While most people see Abolition as a destructive action, unable to imagine what could take the place of the systems we currently rely on, it's important to understand that the foundation for something "new" has already been built. Grassroots movements around the globe are creating and sustaining the very structures necessary for our communities to not only survive, but thrive - even under our current conditions of capitalism - where the basic needs like food, shelter and healthcare are met for everyone. Black and non-Black Indigenous Peoples lived without these harmful systems and there will be a time where we will live without them again.
Abolition is a process of radical, transformative healing; of ourselves and of each other. As we can already tell when it comes to the backlash received by those who do not fully understand Abolition, this process requires reaching a level of emotional awareness to be able to look beyond the societal norms of what we have been conditioned to know, and understand that another world is possible. Abolition forces us to look at the ways we have been complicit in the harm and finding new ways of responding and reacting to the world around us. Abolition is a preventive strategy to harm while also being a care-based approach to when harm has been done.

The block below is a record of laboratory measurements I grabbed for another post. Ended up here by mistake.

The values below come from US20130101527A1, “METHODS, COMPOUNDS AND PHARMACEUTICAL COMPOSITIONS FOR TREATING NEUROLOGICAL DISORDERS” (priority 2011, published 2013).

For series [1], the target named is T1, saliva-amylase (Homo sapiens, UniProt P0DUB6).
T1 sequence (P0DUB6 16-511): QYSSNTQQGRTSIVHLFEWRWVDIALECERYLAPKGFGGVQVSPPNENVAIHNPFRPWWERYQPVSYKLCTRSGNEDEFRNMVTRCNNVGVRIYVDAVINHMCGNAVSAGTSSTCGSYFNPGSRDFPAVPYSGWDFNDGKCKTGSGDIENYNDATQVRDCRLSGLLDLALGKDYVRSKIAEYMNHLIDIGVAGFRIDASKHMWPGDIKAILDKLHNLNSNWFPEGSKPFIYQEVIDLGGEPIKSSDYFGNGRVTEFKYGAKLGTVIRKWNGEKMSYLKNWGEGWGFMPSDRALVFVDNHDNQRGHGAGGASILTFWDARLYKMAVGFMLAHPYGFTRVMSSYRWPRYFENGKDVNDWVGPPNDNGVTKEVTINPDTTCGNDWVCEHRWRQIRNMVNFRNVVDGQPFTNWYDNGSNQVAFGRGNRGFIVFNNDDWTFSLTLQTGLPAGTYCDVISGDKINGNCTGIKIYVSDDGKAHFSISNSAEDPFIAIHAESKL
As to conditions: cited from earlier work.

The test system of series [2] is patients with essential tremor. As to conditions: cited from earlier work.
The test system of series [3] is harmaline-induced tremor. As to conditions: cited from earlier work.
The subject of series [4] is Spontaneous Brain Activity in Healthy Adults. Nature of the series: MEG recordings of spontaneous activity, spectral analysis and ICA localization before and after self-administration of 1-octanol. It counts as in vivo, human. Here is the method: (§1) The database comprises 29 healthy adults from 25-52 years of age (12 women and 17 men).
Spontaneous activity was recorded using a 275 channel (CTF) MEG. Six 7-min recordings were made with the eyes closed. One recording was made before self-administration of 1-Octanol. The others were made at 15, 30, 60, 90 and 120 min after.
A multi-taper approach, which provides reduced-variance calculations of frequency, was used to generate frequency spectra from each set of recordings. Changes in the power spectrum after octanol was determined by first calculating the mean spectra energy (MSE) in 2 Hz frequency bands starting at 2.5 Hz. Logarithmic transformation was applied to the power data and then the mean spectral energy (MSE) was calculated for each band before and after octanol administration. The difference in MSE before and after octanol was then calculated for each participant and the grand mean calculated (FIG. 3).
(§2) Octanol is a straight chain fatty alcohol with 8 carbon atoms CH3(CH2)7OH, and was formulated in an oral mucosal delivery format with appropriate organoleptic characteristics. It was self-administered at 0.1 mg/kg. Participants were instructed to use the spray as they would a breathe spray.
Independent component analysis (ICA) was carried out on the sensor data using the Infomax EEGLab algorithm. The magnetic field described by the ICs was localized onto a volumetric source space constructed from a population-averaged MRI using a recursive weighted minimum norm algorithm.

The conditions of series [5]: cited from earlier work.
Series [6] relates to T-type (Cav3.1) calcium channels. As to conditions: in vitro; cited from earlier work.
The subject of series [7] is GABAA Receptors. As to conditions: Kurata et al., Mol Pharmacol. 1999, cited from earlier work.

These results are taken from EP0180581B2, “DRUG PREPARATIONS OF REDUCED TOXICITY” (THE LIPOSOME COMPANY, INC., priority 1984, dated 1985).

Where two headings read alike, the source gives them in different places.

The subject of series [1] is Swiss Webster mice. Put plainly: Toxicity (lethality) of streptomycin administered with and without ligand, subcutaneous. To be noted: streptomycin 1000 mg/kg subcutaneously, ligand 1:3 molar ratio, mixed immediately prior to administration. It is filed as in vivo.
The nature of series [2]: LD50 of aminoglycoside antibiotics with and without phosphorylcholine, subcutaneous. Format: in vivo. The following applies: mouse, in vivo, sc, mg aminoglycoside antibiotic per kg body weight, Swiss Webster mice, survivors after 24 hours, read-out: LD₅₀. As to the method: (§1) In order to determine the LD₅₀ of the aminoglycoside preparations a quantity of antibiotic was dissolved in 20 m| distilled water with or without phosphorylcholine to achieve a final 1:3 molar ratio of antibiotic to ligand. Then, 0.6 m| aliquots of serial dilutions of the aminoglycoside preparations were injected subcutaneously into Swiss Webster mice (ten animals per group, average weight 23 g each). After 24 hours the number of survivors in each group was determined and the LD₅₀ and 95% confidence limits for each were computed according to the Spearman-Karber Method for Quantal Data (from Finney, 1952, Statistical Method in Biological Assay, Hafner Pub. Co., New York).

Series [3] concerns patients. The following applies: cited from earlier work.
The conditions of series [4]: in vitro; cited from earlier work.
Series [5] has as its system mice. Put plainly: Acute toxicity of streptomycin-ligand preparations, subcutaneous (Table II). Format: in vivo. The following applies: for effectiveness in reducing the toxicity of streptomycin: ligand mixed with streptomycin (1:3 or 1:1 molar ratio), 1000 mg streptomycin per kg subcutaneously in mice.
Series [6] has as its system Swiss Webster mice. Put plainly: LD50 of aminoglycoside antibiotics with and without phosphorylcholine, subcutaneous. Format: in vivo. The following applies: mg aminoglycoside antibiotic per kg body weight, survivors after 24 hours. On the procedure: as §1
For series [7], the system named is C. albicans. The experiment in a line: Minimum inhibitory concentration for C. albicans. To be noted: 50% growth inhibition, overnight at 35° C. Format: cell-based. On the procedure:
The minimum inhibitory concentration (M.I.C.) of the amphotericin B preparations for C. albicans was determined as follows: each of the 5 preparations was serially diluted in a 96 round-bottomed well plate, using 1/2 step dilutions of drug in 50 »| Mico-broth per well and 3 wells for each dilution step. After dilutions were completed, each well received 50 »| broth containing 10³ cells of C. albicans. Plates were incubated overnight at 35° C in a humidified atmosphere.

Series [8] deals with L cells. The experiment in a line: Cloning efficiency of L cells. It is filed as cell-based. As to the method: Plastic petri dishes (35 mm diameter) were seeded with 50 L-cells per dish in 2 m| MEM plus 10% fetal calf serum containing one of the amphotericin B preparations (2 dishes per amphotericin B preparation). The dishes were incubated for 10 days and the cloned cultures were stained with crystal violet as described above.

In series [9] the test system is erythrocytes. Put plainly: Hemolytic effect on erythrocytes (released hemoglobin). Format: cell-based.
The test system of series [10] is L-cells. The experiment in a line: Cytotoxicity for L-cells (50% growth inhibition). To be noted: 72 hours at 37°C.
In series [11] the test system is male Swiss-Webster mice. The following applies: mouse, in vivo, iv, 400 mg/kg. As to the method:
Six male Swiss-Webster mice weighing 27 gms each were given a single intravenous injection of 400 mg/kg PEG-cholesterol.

How can we heal when the violence remains ongoing? The state understands this, and uses it against us every day. The more we are broken down through systemic barriers, segregated from one another and criminalized for our acts of survival, the less we have at a chance for personal and communal healing. Our current structures of power are designed to promote a sense of individualization where one places oneself above another. Abolition interrupts those power structures to bring us together in community and recognize our interconnectedness which allows us then to see each others humanity, asking for accountability, and approaching each situation and person involved with care.